Flyers' Leadership: A Strength?

MONTREAL, QC - MAY 22: Mike Richards #18 and Chris Pronger #20 of the Philadelphia Flyers talk while playing against the Montreal Canadiens in Game 4 of the Eastern Conference Finals during the 2010 NHL Stanley Cup Playoffs at Bell Centre on May 22, 2010 in Montreal, Canada. (Photo by Jim McIsaac/Getty Images)

Entering last season, the Flyers had leadership questions. Halfway through the season, there was talk of a locker room rift. Now? Chris Pronger and Mike Richards are a golden duo.

Last off-season, the Flyers were faced with a problem: Their young core - Mike RichardsJeff CarterScott HartnellJoffrey Lupul, and recently departed Scottie Upshall - was a tight knit group who liked to party in Old City. This wouldn't be a problem if the team was winning, but when Richards is your captain, it also becomes a leadership issue. So the Flyers officially announced that they needed to acquire veteran leadership.

The acquisitions of Chris Pronger and Ian Laperriere were lauded as going a long way toward achieving this goal; breaking up the Old City Gang wasn't a coincidence either. While the team continued to struggle this past season, many people - including some in the media - began wondering if the leadership problem from a year ago was now a leadership struggle between Pronger and Richards. This led to many calls for Pronger to wear the 'C' and calls for Richards to grow up.

Before Pronger's arrival, Simon Gagne and Kimmo Timonen served as Richards' alternates. Since both Gagne and Timonen are in the same mold as Richards - quiet, lead-by-example types - bringing in two vocal veterans in Pronger and Laperriere was an astute move. Having Pronger (and Carter) rotate with Timonen and Gagne last year, the Flyers had four quiet leaders and only one vocal leader wearing letters.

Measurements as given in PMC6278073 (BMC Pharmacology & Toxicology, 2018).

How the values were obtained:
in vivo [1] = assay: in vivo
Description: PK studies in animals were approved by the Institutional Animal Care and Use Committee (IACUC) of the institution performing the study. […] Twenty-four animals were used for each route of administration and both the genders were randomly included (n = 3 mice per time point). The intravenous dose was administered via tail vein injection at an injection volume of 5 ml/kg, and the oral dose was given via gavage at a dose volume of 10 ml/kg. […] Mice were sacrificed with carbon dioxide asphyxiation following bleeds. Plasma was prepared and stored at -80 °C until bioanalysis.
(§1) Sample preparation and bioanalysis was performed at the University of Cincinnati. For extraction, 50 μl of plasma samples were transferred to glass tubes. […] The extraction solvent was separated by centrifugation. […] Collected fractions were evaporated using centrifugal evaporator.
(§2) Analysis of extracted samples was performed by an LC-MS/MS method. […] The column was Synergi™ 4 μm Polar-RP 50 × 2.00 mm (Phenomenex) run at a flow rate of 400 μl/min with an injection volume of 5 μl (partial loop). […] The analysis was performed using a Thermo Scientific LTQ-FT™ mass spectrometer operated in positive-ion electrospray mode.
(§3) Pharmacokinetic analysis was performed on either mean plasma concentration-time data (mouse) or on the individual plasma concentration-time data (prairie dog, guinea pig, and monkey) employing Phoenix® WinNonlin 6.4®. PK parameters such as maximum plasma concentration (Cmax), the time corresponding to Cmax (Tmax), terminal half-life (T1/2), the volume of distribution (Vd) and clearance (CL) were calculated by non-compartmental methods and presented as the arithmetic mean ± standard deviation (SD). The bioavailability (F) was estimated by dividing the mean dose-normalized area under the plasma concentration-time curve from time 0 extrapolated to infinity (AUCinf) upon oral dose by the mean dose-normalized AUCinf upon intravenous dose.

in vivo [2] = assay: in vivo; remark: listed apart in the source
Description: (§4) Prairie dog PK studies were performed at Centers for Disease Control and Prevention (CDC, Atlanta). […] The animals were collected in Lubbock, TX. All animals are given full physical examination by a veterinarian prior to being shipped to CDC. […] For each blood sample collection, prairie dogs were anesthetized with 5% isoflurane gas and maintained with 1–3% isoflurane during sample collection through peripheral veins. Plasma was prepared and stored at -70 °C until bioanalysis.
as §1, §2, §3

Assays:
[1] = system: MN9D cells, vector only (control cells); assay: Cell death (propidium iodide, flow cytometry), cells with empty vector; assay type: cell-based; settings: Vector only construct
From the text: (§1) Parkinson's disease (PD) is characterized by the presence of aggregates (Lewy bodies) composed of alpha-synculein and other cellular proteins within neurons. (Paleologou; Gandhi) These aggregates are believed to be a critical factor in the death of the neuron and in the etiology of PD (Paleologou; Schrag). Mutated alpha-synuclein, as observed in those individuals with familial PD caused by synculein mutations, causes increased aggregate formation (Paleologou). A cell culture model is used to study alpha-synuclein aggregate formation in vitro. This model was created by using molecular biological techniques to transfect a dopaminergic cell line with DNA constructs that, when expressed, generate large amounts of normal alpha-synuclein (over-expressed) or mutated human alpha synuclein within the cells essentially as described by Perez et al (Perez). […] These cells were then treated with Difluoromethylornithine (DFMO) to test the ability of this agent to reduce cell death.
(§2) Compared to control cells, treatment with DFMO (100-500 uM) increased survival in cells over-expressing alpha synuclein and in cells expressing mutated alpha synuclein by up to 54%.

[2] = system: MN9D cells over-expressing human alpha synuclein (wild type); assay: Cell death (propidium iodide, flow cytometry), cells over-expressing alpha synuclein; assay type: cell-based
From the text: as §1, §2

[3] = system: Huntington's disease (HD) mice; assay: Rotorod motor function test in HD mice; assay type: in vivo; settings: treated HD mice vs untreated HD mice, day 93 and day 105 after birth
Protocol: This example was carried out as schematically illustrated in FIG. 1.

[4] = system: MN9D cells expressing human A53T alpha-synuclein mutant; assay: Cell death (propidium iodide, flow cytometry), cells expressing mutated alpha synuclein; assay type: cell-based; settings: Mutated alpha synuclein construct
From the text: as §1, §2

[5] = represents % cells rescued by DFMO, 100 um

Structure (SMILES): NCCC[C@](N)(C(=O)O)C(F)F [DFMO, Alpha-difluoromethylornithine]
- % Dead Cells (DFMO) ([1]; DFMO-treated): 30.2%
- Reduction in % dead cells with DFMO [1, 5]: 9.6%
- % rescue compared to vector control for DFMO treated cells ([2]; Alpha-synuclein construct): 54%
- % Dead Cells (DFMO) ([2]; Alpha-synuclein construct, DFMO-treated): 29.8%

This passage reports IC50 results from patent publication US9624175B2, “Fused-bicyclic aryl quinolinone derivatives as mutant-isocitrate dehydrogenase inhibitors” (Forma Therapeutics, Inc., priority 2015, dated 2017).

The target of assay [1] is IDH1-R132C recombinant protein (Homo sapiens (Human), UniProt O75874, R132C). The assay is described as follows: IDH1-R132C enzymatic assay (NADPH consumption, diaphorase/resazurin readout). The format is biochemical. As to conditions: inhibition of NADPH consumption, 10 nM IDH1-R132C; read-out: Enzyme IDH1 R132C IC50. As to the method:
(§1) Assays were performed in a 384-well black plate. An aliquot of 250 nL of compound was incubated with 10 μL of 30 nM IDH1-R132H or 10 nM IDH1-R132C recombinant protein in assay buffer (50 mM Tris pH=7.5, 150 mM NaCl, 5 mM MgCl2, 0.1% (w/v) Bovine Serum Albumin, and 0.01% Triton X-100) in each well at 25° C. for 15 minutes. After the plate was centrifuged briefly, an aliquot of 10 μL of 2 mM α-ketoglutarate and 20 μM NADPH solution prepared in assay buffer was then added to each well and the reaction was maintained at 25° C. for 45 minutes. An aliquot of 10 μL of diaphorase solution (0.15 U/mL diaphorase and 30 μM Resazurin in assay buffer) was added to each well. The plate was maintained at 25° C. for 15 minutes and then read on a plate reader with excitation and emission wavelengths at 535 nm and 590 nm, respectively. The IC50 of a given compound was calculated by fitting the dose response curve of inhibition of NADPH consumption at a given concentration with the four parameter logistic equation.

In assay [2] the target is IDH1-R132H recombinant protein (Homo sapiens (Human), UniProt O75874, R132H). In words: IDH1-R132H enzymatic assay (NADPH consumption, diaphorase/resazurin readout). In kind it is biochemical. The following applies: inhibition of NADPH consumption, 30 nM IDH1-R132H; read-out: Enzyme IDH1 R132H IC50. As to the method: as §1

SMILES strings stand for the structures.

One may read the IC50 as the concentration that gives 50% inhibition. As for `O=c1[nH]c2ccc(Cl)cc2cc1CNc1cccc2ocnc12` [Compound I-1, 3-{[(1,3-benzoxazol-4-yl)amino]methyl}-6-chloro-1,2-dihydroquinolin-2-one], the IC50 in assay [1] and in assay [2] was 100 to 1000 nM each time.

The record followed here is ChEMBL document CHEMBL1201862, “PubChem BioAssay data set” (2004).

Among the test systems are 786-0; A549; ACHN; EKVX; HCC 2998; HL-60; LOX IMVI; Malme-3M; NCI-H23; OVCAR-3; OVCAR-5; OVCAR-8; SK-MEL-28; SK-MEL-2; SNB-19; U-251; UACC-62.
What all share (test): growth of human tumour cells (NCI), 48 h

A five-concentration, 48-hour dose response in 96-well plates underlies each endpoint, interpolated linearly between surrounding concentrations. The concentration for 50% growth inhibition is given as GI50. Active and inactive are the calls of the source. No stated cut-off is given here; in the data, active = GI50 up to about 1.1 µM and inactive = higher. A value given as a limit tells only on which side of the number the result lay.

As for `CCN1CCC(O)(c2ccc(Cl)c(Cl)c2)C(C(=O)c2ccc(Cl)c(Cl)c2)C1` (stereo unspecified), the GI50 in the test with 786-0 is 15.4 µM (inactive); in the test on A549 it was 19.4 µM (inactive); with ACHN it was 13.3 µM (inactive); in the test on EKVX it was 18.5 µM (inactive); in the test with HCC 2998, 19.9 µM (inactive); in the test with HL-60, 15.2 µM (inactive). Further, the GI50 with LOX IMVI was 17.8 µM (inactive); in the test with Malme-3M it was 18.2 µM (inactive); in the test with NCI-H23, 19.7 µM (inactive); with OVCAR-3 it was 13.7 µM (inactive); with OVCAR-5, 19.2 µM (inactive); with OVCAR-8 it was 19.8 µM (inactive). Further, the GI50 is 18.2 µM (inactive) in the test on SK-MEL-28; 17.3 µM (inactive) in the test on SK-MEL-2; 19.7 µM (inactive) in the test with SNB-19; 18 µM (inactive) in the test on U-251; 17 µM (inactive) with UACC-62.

But then something happened. Pronger and Richards went to Vancouver as Olympic teammates, won a Gold Medal, and returned a better tandem. From the beginning, people wondered (worried?) about how the out-spoken Pronger would mesh with the soft-spoken Richards. What people didn't realize is that the two could be an excellent tandem.

It wasn't hard to see that Richards' stranglehold on the leadership role would be loosened when Pronger arrived. Any team that has Chris Pronger knows that he will be an integral part of your locker room and the center of attention from the media. Instead of looking at the situation as Pronger usurping Richards' role or "stepping on his toes", the situation should have been seen as Pronger filling a void on the team separate from anybody's current role.

It's always a fun exercise of mine to compare Flyers players with Phillies players, but the comparisons between Chase Utley and Mike Richards are numerous. Both are exceptional players who are quiet leaders. The analogy isn't perfect, but neither Utley nor Richards can be the lone voice in their locker rooms. That's just not their style. Sure, the laid-back, calm demeanor works great when the team is winning - not to mention the grind it out, get something started attitude with every shift or at bat - but what happens during a slump? The team, the media, and the fans need some spark, especially in this city.

So as Utley has Jimmy Rollins and Ryan Howard, Mike Richards now has Chris Pronger. Richards will lead with his play and provide the calming influence. Pronger will lead with his play too, but mostly with his mouth. He'll say what needs to be said, he'll deal with the media, and he'll be the veteran presence on a fairly young and inexperienced club.

It certainly helped Richards:

"The Olympics were huge for me to have [Pronger] there," Richards said. "At the end of the year he takes a lot of pressure off me dealing with you guys day to day. He's a powerful voice. I think that is something we had been lacking in the dressing room before. We had a lot of great leaders, but no real dominant voice in the dressing room and he's been that."

A Stanley Cup finals appearance later, and the Flyers can only count on their two leaders to be an even bigger force next year. But who will be their supporting staff? Now that Gagne has been traded, the Flyers can go one of two routes: they can go back to having only two alternate captains or they can put an 'A' on somebody else's sweater. With players such as Laperriere, Danny Briere, and Sean O'Donnell behind the scenes, either path can work.

The Flyers average age right now is 28, so they can no longer be considered an up and coming group. Part of that is three straight playoff appearances with the same core, but the other part is the addition of such 30+ players as Blair Betts, Laperriere, Jody Shelley, Sean O'Donnell, and Matt Walker. With those veterans and their new-found Golden duo, the Flyers leadership should be a position of strength next year, even without Simon Gagne.

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